Step 7 When done configuring the program or list of programs to added, type the Requirement Name.

Step 8 Type a Description to be displayed to users.

Step 9 Click the checkbox for the Windows Operating System for which this requirement applies.

Step 10 Click Add Requirement.


Note See Launch Programs via Clean Access Agent Example for additional details.



Launch Programs via Clean Access Agent Example

The following example shows how to use Launch Programs to launch a qualified (signed) program via the Clean Access Agent. If using a CA authority to sign the program, you can skip the steps related to how to perform your own application signing in the example.

If the user has admin privileges on the client machine, any program that is an executable is qualified. If the user does not have admin privileges, the target executable is launched via Agent Stub (refer to Configuring a Launch Programs Requirement for details).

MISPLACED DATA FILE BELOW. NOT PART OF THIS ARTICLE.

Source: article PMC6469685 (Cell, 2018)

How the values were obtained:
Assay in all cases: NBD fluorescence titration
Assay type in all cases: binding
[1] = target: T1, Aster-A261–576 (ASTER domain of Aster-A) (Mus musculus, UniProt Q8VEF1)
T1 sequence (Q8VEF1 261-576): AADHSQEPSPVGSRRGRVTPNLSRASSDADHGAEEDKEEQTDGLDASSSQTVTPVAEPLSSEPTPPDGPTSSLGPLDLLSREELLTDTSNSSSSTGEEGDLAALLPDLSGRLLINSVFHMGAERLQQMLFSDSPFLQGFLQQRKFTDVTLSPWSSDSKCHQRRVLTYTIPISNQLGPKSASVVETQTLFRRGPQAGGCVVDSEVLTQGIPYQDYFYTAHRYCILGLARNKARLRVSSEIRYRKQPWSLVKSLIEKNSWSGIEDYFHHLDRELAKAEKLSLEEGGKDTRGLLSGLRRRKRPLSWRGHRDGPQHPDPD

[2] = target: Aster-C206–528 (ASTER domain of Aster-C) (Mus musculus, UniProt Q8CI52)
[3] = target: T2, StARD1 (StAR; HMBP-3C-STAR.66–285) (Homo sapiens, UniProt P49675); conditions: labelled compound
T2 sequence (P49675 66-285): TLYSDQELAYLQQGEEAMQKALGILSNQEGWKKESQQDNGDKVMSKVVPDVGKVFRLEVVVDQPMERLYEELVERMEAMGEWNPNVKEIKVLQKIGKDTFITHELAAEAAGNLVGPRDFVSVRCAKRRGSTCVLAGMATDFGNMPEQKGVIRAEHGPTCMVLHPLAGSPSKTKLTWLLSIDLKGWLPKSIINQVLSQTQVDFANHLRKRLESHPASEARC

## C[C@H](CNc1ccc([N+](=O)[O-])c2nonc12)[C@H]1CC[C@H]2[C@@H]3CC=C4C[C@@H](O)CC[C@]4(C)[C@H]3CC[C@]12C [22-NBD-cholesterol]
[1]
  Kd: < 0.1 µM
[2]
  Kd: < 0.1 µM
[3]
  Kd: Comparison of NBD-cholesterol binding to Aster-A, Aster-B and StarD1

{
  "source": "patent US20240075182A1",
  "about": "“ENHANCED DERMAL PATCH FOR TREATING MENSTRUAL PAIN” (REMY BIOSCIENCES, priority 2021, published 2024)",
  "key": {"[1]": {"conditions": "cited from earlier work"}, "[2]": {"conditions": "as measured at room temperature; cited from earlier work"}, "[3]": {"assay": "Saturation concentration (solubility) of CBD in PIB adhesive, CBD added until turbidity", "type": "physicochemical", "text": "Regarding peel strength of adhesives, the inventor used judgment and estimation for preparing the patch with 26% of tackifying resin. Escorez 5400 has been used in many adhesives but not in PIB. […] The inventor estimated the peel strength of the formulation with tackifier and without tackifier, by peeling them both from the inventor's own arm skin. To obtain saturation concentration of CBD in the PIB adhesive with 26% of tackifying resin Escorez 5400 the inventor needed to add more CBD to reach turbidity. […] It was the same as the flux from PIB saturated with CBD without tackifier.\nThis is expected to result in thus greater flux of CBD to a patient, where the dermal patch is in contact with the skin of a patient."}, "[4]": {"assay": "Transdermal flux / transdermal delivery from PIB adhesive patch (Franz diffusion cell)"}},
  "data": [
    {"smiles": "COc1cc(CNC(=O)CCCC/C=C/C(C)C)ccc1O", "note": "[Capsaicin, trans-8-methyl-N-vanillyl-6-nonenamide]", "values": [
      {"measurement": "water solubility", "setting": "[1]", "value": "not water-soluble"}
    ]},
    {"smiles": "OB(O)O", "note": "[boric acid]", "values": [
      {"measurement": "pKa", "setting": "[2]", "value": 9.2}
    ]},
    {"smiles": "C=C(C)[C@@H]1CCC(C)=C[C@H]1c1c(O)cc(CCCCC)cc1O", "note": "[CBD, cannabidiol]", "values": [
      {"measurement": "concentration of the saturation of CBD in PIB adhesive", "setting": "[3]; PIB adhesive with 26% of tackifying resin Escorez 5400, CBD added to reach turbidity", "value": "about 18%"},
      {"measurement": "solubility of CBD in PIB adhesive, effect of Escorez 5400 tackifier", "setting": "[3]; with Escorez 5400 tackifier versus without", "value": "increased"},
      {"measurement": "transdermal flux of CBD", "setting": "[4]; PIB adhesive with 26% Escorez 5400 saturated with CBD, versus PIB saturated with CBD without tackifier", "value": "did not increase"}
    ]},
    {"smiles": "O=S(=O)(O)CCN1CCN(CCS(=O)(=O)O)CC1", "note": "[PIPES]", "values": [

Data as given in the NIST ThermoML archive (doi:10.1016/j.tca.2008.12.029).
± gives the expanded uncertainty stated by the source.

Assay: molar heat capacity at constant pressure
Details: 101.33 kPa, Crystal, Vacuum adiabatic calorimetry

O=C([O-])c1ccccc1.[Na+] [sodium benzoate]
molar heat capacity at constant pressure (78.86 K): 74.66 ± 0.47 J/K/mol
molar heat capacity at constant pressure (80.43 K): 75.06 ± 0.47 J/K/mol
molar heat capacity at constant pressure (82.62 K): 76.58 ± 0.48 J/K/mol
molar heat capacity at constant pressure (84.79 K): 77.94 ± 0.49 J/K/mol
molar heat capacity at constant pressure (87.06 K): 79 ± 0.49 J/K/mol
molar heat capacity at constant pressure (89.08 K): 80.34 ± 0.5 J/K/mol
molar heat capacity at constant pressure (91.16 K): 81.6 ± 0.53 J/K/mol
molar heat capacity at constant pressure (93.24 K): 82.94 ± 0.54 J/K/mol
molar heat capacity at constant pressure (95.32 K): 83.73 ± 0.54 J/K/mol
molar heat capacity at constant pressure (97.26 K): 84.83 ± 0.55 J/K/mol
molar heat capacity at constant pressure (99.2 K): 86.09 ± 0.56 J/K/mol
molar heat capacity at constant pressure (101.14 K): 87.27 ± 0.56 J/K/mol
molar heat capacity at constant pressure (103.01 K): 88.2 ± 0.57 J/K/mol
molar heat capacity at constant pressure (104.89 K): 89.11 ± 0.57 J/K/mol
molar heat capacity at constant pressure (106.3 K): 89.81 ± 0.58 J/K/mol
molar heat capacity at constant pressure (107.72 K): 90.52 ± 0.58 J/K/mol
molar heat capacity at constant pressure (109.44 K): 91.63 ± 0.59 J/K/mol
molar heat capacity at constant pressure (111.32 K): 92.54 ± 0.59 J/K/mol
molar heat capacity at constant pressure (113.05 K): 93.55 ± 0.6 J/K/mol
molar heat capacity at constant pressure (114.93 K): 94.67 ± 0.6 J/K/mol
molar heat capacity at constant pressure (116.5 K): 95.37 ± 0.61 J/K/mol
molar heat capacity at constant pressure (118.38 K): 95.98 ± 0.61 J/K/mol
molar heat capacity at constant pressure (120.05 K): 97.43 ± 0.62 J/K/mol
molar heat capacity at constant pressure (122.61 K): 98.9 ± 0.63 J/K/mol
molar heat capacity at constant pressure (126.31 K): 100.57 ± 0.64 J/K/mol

Code or program signing is the process of attaching a digital signature to the program so that it can be considered "trustworthy" of launching. When NAC Appliance launches a signed program, the "Launcher" confirms that the signature is from a trusted source (i.e. CA certificate is in trusted store) before executing it. Application signing is needed because launching unsigned applications is a security risk. Anyone can mask a trojan/worm as the program that you are trying to launch and cause harm.

Certificate Authorities (CA), such as Thawte and Verisign, offer signing services.

To sign programs yourself, you need:

CA Server (Public or Private)

Certificate Issued by CA server

Private Key, CA server public key, for above cert

The .exe, .dll, .scr, .wsh that needs be signed